You can make this! Our next Science Cafe is offered in conjunction with the spring exhibit Pressing Forward: The Book Club of California at 100, and is a Japanese bookbinding workshop with Erin Zamrzla. Erin is a designer who began binding books over ten years ago and since then has developed her skills working with a variety of bindings and materials, creating hundreds of books. Erin’s work has been featured in ReadyMade magazine, Coudal.com, Design*Sponge, BoingBoing.net, Craftzine.com, Makezine.com and NOTCOT.org. Her first instructional book on Japanese bookbinding, At Home with Handmade Books, was published in 2011.
Erin and I met when we both lived in Santa Monica. I had recently made good use of Etsy.com for my wedding and realized that I could also use it to find artists in the area who may be interested in teaching art and design. I found her work on Etsy and was so excited when she agreed to teach courses (at UCLA Extension, where I worked at the time). Now she’s coming to Science Cafe!
Where did your interest in handmade books begin?
I first learned bookbinding as part of my undergraduate graphic design studies. When I later taught the same bookbinding course as a graduate student, I created sample projects to show in class. By the end of the semester I had more hand-bound books than I knew what to do with. I listed them on Etsy and as each book sold, I made another one. This started everything. Although, my Mom recently discovered a miniature book that I made as a child. It is bound with yarn and illustrated with markers. So, perhaps it all really started in grade school!
Where and who do you look to for inspiration?
Much of my inspiration arises from materials. I love searching through vintage ephemera and every kind of paper, including that which is destined for the recycle bin. The materials themselves often inspire a new project. I also find inspiration through other forms of art and design, particularly graphic design, package design and interior design. I am always inspired by things that are well designed, whether by nature or by humans.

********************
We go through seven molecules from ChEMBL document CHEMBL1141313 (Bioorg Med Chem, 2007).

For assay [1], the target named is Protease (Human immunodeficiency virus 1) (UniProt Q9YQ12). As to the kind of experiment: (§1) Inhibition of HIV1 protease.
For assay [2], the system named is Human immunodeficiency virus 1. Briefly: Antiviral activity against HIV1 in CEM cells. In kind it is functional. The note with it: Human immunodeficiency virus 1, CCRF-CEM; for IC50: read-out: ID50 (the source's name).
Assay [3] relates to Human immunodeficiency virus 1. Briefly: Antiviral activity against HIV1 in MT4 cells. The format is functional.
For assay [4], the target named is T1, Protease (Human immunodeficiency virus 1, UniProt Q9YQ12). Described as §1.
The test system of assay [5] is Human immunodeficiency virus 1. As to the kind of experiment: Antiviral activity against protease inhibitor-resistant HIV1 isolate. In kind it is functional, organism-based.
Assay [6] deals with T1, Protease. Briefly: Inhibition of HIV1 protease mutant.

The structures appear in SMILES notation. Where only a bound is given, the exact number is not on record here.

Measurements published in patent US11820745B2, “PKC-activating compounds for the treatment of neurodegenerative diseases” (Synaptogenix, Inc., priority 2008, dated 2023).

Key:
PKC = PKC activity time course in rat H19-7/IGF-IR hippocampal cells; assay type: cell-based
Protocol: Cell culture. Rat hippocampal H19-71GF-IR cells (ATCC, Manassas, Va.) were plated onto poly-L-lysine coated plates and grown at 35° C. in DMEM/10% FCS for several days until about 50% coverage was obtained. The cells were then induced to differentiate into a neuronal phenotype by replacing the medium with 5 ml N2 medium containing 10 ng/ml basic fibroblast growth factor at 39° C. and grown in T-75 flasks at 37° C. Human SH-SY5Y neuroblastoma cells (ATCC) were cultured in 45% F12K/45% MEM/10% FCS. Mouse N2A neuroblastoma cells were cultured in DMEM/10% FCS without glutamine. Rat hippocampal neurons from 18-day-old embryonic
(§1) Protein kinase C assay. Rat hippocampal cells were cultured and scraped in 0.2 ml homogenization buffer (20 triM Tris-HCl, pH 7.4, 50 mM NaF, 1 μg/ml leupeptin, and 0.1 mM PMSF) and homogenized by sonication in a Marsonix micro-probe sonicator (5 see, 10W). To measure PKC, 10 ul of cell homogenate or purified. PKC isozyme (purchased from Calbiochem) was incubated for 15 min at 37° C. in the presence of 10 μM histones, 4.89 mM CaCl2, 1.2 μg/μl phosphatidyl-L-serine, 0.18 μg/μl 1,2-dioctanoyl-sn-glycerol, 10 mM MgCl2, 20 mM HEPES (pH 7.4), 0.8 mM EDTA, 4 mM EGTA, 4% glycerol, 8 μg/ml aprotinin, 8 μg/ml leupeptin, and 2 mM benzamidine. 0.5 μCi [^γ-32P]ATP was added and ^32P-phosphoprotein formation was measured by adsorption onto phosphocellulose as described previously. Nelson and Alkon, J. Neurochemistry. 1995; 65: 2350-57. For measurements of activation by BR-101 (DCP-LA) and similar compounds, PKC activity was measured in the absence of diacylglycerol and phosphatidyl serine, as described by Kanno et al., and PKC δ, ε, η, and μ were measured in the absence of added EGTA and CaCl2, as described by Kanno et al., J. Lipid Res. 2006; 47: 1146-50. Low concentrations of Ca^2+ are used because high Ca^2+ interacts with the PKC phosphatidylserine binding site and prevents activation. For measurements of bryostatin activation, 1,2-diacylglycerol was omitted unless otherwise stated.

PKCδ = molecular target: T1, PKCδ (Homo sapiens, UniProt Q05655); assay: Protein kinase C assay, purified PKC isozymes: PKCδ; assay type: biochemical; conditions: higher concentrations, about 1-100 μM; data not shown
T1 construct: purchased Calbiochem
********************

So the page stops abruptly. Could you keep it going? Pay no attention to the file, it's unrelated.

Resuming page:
Are there any popular misconceptions about bookbinding?
Upon mention of ‘bookbinding’ people often think of standard case bound, or hard cover, books. Most are unaware of the huge variety of other techniques and materials used to bind books, some of which have been used for centuries.
Your husband is also an artist and designer. Do the two of you ever collaborate on projects and if so, what do each of you contribute?
Although we share a studio, we tend to work on our own projects. The exception is my most recent published book, in which Ben and I equally shared the role of photographer. For day-to-day projects, we often ask one another for an opinion on whatever we happen to be working on at the time. Ben is my tech-guy and we joke that I’m in charge of the purchasing department.
You’re working on a second book. Can you tell us about it?
This second book continues and expands on the projects introduced in “At Home with Handmade Books”. It is an instructional book, and will include photos of each project as well as detailed instructions for creating the books yourself. The projects focus on traditional Japanese bindings created with interesting and/or repurposed materials. In many ways this book is similar to the first, but introduces twenty to thirty completely new projects.
We’re excited to welcome you as our Science Cafe guest in April. What do you have planned?
I am excited as well! I plan to teach a simple traditional Japanese stab binding. Anyone can learn! I plan to bring a mixture of recycled papers and all of the tools and materials needed for each person to create their own small hand-bound book.
<< Here are our materials for Science Cafe!
Erin will be at Kennedy Library on April 5 from 11am – 12:30pm. Find event info on Science Cafe. Return that evening for the Pressing Forward opening reception and talk with woodcut artist Tom Killion from 5-7pm.
See you there!